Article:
The Michigan State Capitol Commission has delayed a vote on banning firearms from the Capitol.
The commission met Monday afternoon virtually. During the meeting, they also formed a committee to study the subject of firearms in the Capitol building.
During the hearing, Secretary of the Senate Margaret O'Brien made a motion to form a committee to study the issue of firearms in the Capitol.
That committee would work with the legislature and the governor's office and get feedback from both.
Amy Shaw, an attorney working for the commission, said that the legislature should make the decision.
It came after Michigan Attorney General Dana Nessel issued a formal opinion that the commission could ban guns.
"From a security standpoint, we've lost our way," Nessel told 7 Action News. "No sane government operates in this matter."
Senate Majority Leader Mike Shirkey sent a letter to the commission requesting that it thoroughly review and consider policies before implementing.
Nessel said demonstrators crossed a line during a recent protest against Governor Gretchen Whitmer's executive orders. Some demonstrators carried military-style weapons into the Capitol building.
House Democratic Leader Christine Greig released this statement after the delayed vote.
“I am appalled at the Capitol Commission’s decision to shirk their responsibility to make a decision regarding the safety of legislators, staff and members of the public on Capitol grounds. According to Attorney General Dana Nessel and backed up by a previous determination by former Attorney General Bill Schuette, there is no doubt whatsoever regarding the Commissions legal authority to decide on this matter."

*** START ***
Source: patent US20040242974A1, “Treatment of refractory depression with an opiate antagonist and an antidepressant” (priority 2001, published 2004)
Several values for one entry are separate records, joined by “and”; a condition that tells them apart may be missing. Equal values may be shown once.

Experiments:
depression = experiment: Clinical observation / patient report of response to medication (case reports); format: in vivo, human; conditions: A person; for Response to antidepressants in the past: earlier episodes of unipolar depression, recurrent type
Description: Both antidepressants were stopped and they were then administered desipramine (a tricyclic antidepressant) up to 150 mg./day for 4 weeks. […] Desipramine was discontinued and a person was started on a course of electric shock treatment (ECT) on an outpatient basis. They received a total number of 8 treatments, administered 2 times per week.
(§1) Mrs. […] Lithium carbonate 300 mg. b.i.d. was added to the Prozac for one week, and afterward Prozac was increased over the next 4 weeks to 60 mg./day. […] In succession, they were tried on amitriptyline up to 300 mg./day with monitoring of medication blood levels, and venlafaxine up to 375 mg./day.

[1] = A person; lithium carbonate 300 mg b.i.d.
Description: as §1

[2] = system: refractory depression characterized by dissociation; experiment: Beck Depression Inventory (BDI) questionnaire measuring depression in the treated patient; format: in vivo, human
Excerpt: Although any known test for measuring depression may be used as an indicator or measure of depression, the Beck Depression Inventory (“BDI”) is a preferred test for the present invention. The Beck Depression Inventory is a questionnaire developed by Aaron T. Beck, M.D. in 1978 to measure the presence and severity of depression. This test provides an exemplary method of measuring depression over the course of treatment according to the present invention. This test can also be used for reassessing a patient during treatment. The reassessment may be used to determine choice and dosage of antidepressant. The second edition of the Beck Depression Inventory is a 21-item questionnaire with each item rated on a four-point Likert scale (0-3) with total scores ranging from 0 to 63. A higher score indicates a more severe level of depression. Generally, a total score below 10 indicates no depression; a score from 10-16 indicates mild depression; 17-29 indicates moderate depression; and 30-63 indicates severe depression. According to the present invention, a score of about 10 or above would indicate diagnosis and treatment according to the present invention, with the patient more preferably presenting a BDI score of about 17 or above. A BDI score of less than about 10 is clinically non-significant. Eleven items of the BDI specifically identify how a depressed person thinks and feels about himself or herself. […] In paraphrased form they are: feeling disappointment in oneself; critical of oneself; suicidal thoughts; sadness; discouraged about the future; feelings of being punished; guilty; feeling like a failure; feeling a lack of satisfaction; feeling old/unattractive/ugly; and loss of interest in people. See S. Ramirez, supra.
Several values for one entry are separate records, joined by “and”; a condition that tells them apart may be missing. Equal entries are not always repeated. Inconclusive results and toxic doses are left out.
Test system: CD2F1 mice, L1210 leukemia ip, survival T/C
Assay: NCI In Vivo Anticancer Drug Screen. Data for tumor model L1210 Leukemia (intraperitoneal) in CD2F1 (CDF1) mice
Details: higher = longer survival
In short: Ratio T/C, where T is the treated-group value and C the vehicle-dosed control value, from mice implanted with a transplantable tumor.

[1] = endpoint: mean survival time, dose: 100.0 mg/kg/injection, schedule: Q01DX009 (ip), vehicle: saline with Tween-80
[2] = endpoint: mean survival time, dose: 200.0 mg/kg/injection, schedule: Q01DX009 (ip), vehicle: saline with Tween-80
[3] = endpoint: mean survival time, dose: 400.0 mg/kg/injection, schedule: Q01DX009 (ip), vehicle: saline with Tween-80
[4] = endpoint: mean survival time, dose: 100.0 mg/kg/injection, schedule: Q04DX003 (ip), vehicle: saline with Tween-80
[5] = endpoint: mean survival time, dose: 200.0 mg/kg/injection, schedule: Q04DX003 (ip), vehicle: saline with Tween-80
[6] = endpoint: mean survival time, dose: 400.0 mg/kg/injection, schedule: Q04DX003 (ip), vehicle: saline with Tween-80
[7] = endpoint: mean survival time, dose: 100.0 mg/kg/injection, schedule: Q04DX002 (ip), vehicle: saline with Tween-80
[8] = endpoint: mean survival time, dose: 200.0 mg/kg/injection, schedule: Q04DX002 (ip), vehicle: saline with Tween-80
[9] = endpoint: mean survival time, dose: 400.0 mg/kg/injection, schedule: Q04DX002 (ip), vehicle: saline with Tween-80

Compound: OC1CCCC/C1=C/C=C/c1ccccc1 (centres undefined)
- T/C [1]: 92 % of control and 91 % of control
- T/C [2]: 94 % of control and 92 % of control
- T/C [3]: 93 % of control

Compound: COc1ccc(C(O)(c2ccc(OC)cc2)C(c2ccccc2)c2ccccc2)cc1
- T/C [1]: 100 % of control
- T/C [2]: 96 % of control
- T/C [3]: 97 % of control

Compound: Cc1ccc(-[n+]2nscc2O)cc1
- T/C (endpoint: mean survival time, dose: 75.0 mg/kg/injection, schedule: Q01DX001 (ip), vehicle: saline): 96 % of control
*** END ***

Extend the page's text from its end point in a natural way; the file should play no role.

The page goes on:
The images made national headlines. Members of both political parties in Michigan criticized the group's actions.
"If the Capitol Commission or the legislature fails to act, it's not a matter of if there will be a serious incident at the Capitol. It's when," Nessel said. "And when that occurs, if the Capitol Commission fails to take action, they'll have blood on their hands. It's as simple as that."
Senate Majority Leader Mike Shirkey sent a letter to the commission requesting that it thoroughly review and consider policies before implementing. Read the full letter below:
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